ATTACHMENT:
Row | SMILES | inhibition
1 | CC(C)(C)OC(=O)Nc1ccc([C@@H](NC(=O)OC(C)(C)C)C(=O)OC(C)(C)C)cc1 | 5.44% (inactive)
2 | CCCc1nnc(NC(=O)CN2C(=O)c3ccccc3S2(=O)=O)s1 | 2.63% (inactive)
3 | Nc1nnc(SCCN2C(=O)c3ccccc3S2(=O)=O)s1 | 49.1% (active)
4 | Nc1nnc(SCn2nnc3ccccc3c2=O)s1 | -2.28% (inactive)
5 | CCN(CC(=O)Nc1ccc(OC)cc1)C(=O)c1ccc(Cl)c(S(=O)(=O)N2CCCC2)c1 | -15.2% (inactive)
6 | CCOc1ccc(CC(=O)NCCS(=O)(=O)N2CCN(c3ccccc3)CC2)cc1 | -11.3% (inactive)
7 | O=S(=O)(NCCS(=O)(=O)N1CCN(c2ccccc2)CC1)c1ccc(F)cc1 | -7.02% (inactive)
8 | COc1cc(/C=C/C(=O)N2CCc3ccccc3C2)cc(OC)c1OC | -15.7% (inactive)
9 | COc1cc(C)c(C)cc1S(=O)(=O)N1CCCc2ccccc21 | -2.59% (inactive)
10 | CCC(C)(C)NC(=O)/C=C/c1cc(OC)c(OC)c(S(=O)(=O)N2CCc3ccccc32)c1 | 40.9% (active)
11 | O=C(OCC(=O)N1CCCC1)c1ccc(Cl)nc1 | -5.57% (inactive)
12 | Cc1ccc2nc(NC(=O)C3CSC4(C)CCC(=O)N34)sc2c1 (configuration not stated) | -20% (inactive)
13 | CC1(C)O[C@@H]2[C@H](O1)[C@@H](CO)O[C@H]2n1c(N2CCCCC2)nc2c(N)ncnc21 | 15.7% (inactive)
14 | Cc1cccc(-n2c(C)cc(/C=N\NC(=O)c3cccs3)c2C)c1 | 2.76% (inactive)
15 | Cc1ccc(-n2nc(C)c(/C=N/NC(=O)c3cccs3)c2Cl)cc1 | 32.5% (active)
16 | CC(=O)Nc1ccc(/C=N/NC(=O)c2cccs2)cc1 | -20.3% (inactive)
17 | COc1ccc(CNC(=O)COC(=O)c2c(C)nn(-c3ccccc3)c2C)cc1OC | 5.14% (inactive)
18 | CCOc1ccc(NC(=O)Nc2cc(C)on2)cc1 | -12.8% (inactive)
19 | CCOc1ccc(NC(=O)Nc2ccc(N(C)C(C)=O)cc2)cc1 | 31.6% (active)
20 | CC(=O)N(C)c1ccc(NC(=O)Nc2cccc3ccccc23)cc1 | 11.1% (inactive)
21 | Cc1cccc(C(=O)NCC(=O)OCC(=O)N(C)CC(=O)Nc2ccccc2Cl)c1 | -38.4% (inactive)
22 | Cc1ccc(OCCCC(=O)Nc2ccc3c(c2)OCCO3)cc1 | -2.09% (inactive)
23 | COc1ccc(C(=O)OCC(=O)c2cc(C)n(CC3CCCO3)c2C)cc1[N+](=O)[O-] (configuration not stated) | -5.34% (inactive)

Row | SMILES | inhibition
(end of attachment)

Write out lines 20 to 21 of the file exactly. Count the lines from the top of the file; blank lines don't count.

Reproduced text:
19 | CCOc1ccc(NC(=O)Nc2ccc(N(C)C(C)=O)cc2)cc1 | 31.6% (active)
20 | CC(=O)N(C)c1ccc(NC(=O)Nc2cccc3ccccc23)cc1 | 11.1% (inactive)